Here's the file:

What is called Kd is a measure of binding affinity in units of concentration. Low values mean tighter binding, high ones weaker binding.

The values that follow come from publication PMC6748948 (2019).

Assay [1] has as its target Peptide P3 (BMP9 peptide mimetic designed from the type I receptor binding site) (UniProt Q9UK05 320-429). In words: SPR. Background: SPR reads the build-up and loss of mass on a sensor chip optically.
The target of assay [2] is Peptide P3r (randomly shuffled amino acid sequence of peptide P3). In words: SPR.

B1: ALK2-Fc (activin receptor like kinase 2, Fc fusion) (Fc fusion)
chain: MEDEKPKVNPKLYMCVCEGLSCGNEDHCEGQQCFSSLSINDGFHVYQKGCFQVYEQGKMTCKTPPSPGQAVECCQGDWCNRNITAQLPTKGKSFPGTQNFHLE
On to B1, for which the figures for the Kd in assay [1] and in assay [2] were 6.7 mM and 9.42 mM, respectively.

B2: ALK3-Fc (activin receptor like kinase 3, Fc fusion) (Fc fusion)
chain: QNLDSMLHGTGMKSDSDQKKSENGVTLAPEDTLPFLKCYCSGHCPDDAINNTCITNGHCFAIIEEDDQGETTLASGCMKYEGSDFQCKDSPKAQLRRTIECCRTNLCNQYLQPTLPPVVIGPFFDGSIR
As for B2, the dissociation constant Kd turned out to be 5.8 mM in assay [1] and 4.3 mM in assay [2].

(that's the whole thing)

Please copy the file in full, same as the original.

What is called Kd is a measure of binding affinity in units of concentration. Low values mean tighter binding, high ones weaker binding.

The values that follow come from publication PMC6748948 (2019).

Assay [1] has as its target Peptide P3 (BMP9 peptide mimetic designed from the type I receptor binding site) (UniProt Q9UK05 320-429). In words: SPR. Background: SPR reads the build-up and loss of mass on a sensor chip optically.
The target of assay [2] is Peptide P3r (randomly shuffled amino acid sequence of peptide P3). In words: SPR.

B1: ALK2-Fc (activin receptor like kinase 2, Fc fusion) (Fc fusion)
chain: MEDEKPKVNPKLYMCVCEGLSCGNEDHCEGQQCFSSLSINDGFHVYQKGCFQVYEQGKMTCKTPPSPGQAVECCQGDWCNRNITAQLPTKGKSFPGTQNFHLE
On to B1, for which the figures for the Kd in assay [1] and in assay [2] were 6.7 mM and 9.42 mM, respectively.

B2: ALK3-Fc (activin receptor like kinase 3, Fc fusion) (Fc fusion)
chain: QNLDSMLHGTGMKSDSDQKKSENGVTLAPEDTLPFLKCYCSGHCPDDAINNTCITNGHCFAIIEEDDQGETTLASGCMKYEGSDFQCKDSPKAQLRRTIECCRTNLCNQYLQPTLPPVVIGPFFDGSIR
As for B2, the dissociation constant Kd turned out to be 5.8 mM in assay [1] and 4.3 mM in assay [2].